What are the different consensus algorithms?

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What are the different consensus algorithms?

In the field of cryptocurrencies and digital assets using blockchain more generally, consensus algorithms are used to ensure the integrity and security of systems. If the first one designed was the PoW or Proof of Work algorithm, there are several today that can be differentiated. Each crypto protocol is therefore likely to have a consensus algorithm rather than another.

What is a consensus algorithm?

The consensus algorithm is the means by which the blockchain is likely to reach consensus. This applies in particular to public blockchains since they do not depend on a central authority for the validation of transactions. They are what we call distributed nodes that are governed by a consensus algorithm that will have to agree to validate a transaction. The role of the consensus algorithm is to ensure that the rules have been respected.

Not to be confused with a crypto protocol

Sometimes the consensus algorithm is referred to as a crypto protocol and this is not entirely accurate. The crypto protocol brings together the set of rules of the blockchain with the algorithm being the mechanism that makes sure they are followed. The crypto protocol is therefore more general and the algorithm more specific, although they both remain closely related within the blockchain.

The different types of consensus algorithms

Once a crypto protocol has been defined, a consensus algorithm will have to be implemented to ensure that it is respected. Today, there are several of them with notable differences.

PoW or Proof of Work

PoW is the first consensus algorithm created to enforce the blockchain's crypto protocol. Used by Bitcoin, it requires a lot of computing power, as it relies on a hash function. It will calculate a unique fingerprint needed to validate the block from the data provided. This hash work rewards the miners who provide the computing power.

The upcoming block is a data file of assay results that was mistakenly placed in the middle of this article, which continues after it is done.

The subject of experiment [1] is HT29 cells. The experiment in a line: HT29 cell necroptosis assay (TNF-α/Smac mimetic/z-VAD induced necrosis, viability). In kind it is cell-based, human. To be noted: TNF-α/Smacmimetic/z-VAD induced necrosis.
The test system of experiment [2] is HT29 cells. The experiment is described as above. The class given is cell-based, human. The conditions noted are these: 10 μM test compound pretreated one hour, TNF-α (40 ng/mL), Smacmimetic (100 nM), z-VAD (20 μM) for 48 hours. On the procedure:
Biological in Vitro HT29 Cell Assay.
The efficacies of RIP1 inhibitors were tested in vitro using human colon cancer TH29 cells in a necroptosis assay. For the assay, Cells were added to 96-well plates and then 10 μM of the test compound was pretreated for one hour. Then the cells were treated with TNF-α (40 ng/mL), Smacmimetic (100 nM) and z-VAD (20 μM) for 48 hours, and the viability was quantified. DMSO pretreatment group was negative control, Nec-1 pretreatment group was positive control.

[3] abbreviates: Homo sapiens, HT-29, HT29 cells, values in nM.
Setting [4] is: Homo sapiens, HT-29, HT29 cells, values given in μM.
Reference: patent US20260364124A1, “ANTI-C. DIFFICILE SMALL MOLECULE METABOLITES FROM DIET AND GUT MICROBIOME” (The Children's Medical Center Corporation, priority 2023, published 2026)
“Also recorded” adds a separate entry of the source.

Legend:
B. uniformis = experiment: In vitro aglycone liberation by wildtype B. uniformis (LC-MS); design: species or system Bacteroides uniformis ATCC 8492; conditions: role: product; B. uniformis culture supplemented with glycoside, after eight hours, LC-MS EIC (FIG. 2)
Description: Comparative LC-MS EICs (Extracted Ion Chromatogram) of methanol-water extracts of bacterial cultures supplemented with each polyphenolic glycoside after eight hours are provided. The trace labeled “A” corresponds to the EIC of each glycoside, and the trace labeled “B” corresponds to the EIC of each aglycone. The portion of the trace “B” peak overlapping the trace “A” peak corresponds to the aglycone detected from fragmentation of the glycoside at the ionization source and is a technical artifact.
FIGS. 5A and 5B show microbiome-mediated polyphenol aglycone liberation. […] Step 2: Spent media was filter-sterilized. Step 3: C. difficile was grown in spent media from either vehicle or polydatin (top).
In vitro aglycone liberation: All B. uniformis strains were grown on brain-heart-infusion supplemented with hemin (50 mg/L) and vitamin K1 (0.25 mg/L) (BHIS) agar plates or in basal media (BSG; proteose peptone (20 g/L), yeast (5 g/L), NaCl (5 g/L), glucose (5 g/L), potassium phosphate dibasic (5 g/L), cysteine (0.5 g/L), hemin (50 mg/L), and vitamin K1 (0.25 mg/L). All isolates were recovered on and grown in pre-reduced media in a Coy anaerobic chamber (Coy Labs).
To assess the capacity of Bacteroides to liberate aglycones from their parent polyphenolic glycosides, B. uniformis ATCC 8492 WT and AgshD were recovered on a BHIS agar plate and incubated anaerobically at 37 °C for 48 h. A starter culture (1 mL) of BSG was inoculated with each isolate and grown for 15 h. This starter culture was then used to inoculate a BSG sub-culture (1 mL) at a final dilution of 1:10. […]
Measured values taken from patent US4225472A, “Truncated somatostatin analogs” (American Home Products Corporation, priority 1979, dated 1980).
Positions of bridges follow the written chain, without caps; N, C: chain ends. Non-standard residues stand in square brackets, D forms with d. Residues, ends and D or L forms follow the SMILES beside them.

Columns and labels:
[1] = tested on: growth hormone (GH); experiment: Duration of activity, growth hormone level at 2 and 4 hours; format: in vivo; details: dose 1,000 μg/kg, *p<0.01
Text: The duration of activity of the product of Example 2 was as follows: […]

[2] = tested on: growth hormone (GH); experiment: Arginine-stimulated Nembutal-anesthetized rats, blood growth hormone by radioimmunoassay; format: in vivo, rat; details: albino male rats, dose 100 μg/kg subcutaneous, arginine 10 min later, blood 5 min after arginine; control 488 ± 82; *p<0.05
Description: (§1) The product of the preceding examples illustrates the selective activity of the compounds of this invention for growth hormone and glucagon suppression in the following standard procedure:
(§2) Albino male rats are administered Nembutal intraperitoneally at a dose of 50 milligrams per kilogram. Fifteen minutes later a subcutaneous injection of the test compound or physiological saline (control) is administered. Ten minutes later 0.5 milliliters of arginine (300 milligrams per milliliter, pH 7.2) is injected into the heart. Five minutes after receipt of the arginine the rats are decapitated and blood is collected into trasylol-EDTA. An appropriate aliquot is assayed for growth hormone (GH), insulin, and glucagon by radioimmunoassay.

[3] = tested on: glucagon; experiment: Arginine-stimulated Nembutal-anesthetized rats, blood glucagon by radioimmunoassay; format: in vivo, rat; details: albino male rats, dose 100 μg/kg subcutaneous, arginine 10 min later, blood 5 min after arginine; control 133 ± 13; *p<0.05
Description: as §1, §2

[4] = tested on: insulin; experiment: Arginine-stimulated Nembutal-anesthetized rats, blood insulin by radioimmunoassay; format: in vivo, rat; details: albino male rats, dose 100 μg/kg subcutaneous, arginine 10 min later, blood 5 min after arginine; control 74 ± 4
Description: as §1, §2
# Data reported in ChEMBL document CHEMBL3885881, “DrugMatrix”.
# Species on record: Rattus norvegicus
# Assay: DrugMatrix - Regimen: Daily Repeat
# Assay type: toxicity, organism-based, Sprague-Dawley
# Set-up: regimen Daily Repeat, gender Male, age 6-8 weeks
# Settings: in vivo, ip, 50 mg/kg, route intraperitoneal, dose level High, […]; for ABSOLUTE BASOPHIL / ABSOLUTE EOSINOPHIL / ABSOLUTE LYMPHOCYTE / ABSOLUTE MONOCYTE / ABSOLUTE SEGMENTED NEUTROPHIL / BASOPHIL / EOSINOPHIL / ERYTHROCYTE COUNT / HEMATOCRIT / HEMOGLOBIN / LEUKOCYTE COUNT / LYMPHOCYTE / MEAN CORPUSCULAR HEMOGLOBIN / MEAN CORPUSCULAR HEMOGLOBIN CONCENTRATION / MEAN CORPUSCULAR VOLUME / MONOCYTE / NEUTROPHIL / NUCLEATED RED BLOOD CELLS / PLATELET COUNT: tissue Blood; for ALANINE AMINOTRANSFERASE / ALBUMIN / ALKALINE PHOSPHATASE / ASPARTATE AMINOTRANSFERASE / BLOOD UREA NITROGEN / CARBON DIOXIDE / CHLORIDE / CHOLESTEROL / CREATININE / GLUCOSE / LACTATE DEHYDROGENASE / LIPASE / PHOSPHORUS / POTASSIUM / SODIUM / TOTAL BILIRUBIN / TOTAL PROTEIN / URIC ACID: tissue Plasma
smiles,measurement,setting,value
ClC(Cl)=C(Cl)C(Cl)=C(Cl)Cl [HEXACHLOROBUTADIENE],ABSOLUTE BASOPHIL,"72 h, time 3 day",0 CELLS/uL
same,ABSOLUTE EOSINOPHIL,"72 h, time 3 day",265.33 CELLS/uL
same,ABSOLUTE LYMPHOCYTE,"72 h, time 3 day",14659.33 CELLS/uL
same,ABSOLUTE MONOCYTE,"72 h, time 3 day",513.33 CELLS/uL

PoS or Proof of Stake

Developed in 2011, PoS is an alternative method to PoW by removing the concept of physical mining and opting for virtual mining which is notably less energy consuming and therefore more ecological. In the case of cryptocurrencies, the PoS chooses randomly among the eligible users the one who will have the right to validate the block. A pledged proof must then be provided.

PoA or Proof of Authority

Like the PoW and many others, the Proof of Authority (PoA) is a consensus algorithm whose purpose is to implement the blockchain protocol. It allows to validate transactions and other interactions with the network, but also to update its more or less distributed register. This right is given to a limited and designated number of actors.

Indeed, one or more machines will have the role of generating each block of transactions that will be included in the blockchain. Each block can then be accepted without verification, either unanimously or by a majority, depending on the chosen configuration. This explains why a number of validators are defined and designated from the outset for this purpose.

Other algorithms

More than PoW and PoS, there are other consensus algorithms dedicated to apply a crypto protocol such as :

  • PoET (Proof of Elapsed Time) which uses a particular technique to limit the use of resources (the allocation of block validation is done on a fair lottery system).
  • PoI (Proof of Importance) which is based on the use of blockchain, seniority and other criteria.
  • PoA (Proof of Activity) which is based on the actual activity of the miner.
  • PoC (Proof of Capacity) which is based on the computing capacity of the miner.

To enforce a crypto protocol, there are therefore a multitude of possibilities that can be considered in terms of consensus algorithm. All that remains is to turn to the blockchain that has the algorithm that best suits your needs.